Always vote for Venus, you know
it aint our first rodeo.

Everyone’s dying, or else their wrinkles glow
Living below this factory for Pluto
was just where my life lined flowed.
I’m a fool pessimist and an optimist
lying low.  And forget about context
this ain’t our first rodeo.

My neighbor lingers in palliative care.
Three hippies at the ball game shared
the one wheelchair.  My friend in chemo
still has all of his hair. 
This may give him a third chance
I’d follow him to any dance
You know the ballot’s cast for Venus
and this ain’t our last rodeo.

The harmonica and the Jemez are on fire.
The television shows are spitting out liars.
The radio has its Singing Wire.
Fire in the Gila, Tears can put it out
cause this ain’t our first Romeo.

Vote for Venus, cast your glance at fate.
The two of them out on an awkward first date.
Romeo and Venus dance on the blade of a knife.
You’re in the ICU fighting for your life.
Walk on the wild side cause this ain’t our first rodeo.

It’s your movie so you get to dress for the role.
Handlebar mustache on every cowboy you know.
Living on Dead Thief Road, trespassers will implode
cause we’re living for Venus and this aint our first rodeo.
Yes, we’re voting for Venus and it ain’t our last --Romeo.

Saturday, June 9, 2012

PL Finale

Haven't posted.  My neighbor, Gary Eckard, has been dying.  So we check in every day and feed the four horses, the other animals and water a little.  Then Dion, my Belizian quasi son, drowned in Hawaii. I mean death is death, we all die.  But still... I have written two songs , anybody got a tune?

Yet, as deep as the sorrows, the joys have been stellar.  Last night the finale reading at Odes & Offerings.

At my first appearance as PL these long two years ago I had the idea to arrive at the Bandstand on the Plaza by pedicab.  So of course, I contacted my pedicab/photographer friend Bob Chavez and he zipped us around, former laureate Valerie Martinez, Girls' School student poet Gabriela, and me.    This was a totally different event, more private, and I was feeling a little deprived that I wouldn't get to hire Bob again. It was part of my vision to make the Poet Laureate visible in a campy and joyful way, to polish up the lamp of poetry and see what genii come out.

So, no pedicab.  Only, only, only, when my friends and I stepped out of the Community Gallery after setting up for the reading, a completely random time of day.  Bob Chavez was there, wide brimmed hat, grin ear to ear.  I choose to believe it was chance and synchronicity and PL magic.  We hopped on and got a ride two uphill blocks to sushi happy hour at ISME.  Here are shots of two years ago contrasted with now,  First I'm happy to see Bob, then I realize the party is sort of over.

There have been two readings connected to Odes & Offerings, half the poets in each one and we got 55 or so in audience which was perfect.  Last night we got double that.  I mean Julia Hudson who let me teach poetry in Chimayo at a mission school was there.  My three friends from the north, Susie Verkamp, Ginger Legato, and Kerby Goforth made me so happy I could levitate.  I think I might have left my body which is why I was pretty clumsy at the reading.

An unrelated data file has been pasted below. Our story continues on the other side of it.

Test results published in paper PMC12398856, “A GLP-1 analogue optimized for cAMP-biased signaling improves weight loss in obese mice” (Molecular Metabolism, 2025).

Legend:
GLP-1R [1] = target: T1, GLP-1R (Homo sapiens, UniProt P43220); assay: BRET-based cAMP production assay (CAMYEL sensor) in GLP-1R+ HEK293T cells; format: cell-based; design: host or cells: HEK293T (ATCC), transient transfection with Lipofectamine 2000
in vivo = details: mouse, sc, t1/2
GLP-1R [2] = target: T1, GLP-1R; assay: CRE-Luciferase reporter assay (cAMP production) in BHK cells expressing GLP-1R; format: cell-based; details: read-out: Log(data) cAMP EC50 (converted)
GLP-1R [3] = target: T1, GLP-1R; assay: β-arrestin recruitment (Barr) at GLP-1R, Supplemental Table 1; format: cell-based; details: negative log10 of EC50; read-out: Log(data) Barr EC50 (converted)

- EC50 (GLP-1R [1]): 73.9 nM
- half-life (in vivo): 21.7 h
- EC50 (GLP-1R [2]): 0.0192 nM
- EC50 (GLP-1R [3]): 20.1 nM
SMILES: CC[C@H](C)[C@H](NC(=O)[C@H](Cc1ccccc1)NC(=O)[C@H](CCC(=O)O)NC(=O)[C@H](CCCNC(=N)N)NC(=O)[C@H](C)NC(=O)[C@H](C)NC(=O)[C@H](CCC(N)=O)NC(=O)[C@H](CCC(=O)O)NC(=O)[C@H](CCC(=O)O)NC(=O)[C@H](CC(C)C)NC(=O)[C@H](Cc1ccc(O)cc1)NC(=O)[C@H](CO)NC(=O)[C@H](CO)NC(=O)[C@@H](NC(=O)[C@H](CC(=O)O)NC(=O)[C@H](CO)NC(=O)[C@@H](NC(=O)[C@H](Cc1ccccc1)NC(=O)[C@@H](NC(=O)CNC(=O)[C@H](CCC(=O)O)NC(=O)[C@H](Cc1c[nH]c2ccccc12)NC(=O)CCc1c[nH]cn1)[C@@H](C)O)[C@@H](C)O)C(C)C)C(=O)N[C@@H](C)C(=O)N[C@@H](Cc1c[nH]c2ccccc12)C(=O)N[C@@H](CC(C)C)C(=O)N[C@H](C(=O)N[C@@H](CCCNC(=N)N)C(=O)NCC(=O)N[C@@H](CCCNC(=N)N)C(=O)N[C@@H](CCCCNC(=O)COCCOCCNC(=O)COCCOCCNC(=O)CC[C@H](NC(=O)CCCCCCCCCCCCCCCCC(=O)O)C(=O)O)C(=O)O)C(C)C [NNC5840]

And everybody was there!  At the reading, Leland Guthrie, my soon to be son-in-law playing the digeree doo to welcome.   Hope and Matt, two of my children to help sell merch which is what cool people call their CD's at rock concert.  My merch was PoemHolders, that is potholders with a poem typed in, which has never been called merch before.
Frances McCain was there from Albuquerque and so was Amanda Sutton my publicist, and Even Lisa Enos,now married, grown up, and a different last name, but she was my Celebrate Youth Mentee when she was 12.  We have reconnected a little and seeing here there, well....
And from my work life, Kristin Watson from ArtWorks and Alex Traube from CultureNet Poets-in-the-Schools, and Steve Schwartz who has funded so much through Witter Bynner.  And Bruce and Maureen from Chama, and the towns represented were Chama, Taos, ABQ, Medanales, Velarde, Chimayo, and Santa Fe of course.  Here is me being  happy (see below, happy poet).  I read from 90 pages of work written for the city, gave away eight door prizes, and here I am giving one away.

So,I am left to wonder what this two year stint, reign, tenure, gig has meant to me and to the community.  One never knows, can't speak for others, but in my life, coming in my pre-Medicare
years has been perfect timing. I mean, one could slide down into quietude.  This opportunity and honor has kept me cooking, steeping, and percolating.  I have had a blast and hope some of that blast blew cooling and inspiring winds on others. People were so great last night, I couldn't have felt more appreciation.  And I send it right back out.  I want to go out reflecting the joy, and a little less of my famous worry.  But You can't have it all.  After all the fretful person writes a poem, makes sure there is enough milk and printer ink, and keeps batteries on hand.

This isn't the last post by any means, but since I've been pre-occupied with other things, I wanted to get it out pronto.  After the reading lots of people bought merch, there was cake form the Arts Commission,
and artist carted off most of the artwork. Three pieces sold, and I know of four gifts given. I received a wonderful painting from Kuzana Ogg who I totally fell for and she up and moved.

I am excited for the new Poet Laureate.  I am energized with some new projects in writing and to be sure the book from Odes & Offerings by Sunstone Press happens.  I mean nothing is sure, except this fleeting  and surprising joy.  Between end of PL contract in June and Medicare I have exactly one month.  Michael will be in Peru.  Who knew??